Cliodynamics: Modeling Complex Societies Mathematically
A mathematical model that describes the instability of large complex societies has been developed by a team lead by Sergey Gavrilets, associate director for scientific activities at the National Institute for Mathematical and Biological Synthesis and a professor at the University of Tennessee-Knoxville.
The research has been published in the first issue of the new journal Cliodynamics: The Journal of Theoretical and Mathematical History, the first academic journal dedicated to research from the emerging science of theoretical history and mathematics.
(Modeling complex societies)
This image shows a hexagonal array of initially autonomous
local communities or villages, which is part of a polity.
Polities grow, decrease in size, or disappear as a result of
conquest with the winner absorbing all of part of the loser.
The numerical model focuses on both size and complexity of emerging "polities" or states as well as their longevity and settlement patterns as a result of warfare. A number of factors were measured, but unexpectedly, the largest effect on the results was due to just two factors – the scaling of a state's power to the probability of winning a conflict and a leader's average time in power. According to the model, the stability of large, complex polities is strongly promoted if the outcomes of conflicts are mostly determined by the polities' wealth or power, if there exist well-defined and accepted means of succession, and if control mechanisms within polities are internally specialized. The results also showed that polities experience what the authors call "chiefly cycles" or rapid cycles of growth and collapse due to warfare.
The wealthiest of polities does not necessarily win a conflict, however. There are many other factors besides wealth that can affect the outcome of a conflict, the authors write. The model also suggests that the rapid collapse of a polity can occur even without environmental disturbances, such as drought or overpopulation.
By using a mathematical model, the researchers were able to capture the dynamical processes that cause chiefdoms, states and empires to emerge, persist and collapse at the scale of decades to centuries.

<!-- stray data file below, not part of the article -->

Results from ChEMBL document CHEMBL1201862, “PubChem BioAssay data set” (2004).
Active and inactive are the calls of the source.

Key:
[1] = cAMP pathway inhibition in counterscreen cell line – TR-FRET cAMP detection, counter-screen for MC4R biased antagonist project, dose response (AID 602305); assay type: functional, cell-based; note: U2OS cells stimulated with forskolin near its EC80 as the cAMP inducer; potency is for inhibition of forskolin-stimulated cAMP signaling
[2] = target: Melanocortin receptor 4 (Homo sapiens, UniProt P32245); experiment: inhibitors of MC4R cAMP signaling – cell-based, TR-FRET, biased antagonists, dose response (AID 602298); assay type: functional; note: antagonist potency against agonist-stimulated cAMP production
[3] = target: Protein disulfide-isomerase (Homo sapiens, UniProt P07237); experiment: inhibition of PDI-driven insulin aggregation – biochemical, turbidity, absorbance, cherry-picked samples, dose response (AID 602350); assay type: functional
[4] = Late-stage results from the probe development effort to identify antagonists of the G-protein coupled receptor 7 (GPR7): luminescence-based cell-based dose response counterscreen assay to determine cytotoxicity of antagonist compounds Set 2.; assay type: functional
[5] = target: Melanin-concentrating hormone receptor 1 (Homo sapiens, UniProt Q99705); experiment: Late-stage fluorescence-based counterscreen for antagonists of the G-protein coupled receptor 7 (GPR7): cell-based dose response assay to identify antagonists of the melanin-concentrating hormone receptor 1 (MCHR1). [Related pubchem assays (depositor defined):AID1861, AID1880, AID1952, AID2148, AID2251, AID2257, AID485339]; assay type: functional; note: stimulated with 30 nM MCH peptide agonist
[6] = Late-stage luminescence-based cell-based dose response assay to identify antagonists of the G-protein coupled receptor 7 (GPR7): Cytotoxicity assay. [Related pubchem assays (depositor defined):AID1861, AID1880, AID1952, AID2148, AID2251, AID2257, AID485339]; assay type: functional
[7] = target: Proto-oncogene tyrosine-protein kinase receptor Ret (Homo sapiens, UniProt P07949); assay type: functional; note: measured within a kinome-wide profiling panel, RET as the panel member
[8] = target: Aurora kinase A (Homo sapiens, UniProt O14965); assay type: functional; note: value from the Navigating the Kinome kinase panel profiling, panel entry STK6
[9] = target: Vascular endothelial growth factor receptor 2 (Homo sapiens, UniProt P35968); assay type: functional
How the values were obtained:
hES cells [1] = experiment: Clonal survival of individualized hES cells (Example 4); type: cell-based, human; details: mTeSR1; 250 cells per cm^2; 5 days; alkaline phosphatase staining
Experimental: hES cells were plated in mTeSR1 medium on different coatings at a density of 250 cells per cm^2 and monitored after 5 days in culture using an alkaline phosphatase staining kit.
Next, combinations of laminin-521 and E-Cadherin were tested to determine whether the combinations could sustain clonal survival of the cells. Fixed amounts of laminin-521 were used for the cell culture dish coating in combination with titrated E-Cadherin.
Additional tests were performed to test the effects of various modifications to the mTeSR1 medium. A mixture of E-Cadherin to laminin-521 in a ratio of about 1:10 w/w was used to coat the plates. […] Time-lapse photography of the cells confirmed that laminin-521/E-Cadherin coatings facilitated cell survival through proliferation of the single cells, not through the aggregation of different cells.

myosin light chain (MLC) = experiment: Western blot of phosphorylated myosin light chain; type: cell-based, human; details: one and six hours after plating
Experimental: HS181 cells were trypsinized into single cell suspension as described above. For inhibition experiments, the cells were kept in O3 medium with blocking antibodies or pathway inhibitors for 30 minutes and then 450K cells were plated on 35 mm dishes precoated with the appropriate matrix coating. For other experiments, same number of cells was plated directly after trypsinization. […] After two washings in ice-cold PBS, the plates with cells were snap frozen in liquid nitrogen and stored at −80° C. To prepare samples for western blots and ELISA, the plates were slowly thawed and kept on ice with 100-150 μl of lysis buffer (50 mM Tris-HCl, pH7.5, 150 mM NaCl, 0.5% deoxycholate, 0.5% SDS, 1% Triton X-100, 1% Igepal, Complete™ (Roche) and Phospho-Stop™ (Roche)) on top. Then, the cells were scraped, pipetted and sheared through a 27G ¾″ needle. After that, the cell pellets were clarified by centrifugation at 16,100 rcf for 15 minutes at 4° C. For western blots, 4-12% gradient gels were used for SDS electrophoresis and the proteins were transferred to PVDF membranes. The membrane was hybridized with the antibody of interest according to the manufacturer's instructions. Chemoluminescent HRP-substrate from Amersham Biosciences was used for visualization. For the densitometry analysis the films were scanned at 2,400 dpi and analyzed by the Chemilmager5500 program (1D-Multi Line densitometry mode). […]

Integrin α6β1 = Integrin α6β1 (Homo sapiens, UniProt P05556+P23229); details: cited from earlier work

"In the last several decades, mathematical models have been traditionally important in the physical, life and economic sciences, but now they are also becoming important for explaining historical data," said Gavrilets. "Our model provides theoretical support for the view that cultural, demographic and ecological conditions can predict the emergence and dynamics of complex societies."
Old school science fiction fans readily recall psychohistorians like Hari Seldon, who practiced the science of psychohistory; in the Foundation series, Seldon predicts the fall of the Galactic Empire mathematically (sometimes using his calculator pad) and then works with a team to reduce the period during which civilization falls into barbarism to a single millenium.
Here is how Isaac Asimov defines psychohistory in the novel:
PSYCHOHISTORY–...Gaal Dornick, using nonmathematical concepts, has defined
psychohistory to be that branch of mathematics which deals with the
reactions of human conglomerates to fixed social and economic stimuli....
... Implicit in all these definitions is the assumption that the human
conglomerate being dealt with is sufficiently large for valid statistical
treatment. The necessary size of such a conglomerate may be determined by
Seldon's First Theorem which ... A further necessary assumption is that the
human conglomerate be itself unaware of psychohistoric analysis in order
that its reactions be truly random ...
The basis of all valid psychohistory lies in the development of the Seldon Plan.
Functions which exhibit properties congruent to those of such social and
economic forces as ...
One can easily imagine that the first issue of Cliodynamics could be projected on the wall, prime radiant- style. the "fine neatly printed equations in black".
Via Eurekalert and Cliodynamics.
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